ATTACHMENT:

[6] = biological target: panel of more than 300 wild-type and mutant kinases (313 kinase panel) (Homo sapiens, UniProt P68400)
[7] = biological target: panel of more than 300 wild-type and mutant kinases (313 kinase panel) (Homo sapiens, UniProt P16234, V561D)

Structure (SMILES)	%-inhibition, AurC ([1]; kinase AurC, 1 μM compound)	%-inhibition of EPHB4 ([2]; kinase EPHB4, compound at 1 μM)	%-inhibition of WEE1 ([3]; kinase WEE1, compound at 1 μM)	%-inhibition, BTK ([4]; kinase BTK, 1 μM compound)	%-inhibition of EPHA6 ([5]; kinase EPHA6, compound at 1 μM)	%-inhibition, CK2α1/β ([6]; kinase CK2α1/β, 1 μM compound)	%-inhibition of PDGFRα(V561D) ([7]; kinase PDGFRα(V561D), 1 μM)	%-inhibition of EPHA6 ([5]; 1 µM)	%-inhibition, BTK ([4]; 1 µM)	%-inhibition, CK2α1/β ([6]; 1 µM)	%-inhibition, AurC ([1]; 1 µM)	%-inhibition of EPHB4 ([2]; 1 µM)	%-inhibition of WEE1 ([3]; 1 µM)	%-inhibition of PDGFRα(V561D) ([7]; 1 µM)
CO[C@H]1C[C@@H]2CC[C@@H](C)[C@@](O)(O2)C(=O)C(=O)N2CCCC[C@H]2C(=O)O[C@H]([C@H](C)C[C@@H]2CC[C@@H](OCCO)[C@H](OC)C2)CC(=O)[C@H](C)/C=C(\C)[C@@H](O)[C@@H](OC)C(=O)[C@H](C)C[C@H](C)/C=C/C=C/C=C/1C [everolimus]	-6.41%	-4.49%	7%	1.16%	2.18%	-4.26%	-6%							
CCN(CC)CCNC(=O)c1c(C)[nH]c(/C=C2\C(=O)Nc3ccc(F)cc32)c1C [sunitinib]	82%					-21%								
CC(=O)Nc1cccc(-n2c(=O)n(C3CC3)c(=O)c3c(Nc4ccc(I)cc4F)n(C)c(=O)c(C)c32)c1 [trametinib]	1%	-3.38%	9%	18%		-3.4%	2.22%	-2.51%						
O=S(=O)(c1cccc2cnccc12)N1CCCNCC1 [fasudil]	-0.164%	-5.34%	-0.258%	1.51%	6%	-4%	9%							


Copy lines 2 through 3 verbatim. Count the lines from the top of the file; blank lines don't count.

[7] = biological target: panel of more than 300 wild-type and mutant kinases (313 kinase panel) (Homo sapiens, UniProt P16234, V561D)

Structure (SMILES)	%-inhibition, AurC ([1]; kinase AurC, 1 μM compound)	%-inhibition of EPHB4 ([2]; kinase EPHB4, compound at 1 μM)	%-inhibition of WEE1 ([3]; kinase WEE1, compound at 1 μM)	%-inhibition, BTK ([4]; kinase BTK, 1 μM compound)	%-inhibition of EPHA6 ([5]; kinase EPHA6, compound at 1 μM)	%-inhibition, CK2α1/β ([6]; kinase CK2α1/β, 1 μM compound)	%-inhibition of PDGFRα(V561D) ([7]; kinase PDGFRα(V561D), 1 μM)	%-inhibition of EPHA6 ([5]; 1 µM)	%-inhibition, BTK ([4]; 1 µM)	%-inhibition, CK2α1/β ([6]; 1 µM)	%-inhibition, AurC ([1]; 1 µM)	%-inhibition of EPHB4 ([2]; 1 µM)	%-inhibition of WEE1 ([3]; 1 µM)	%-inhibition of PDGFRα(V561D) ([7]; 1 µM)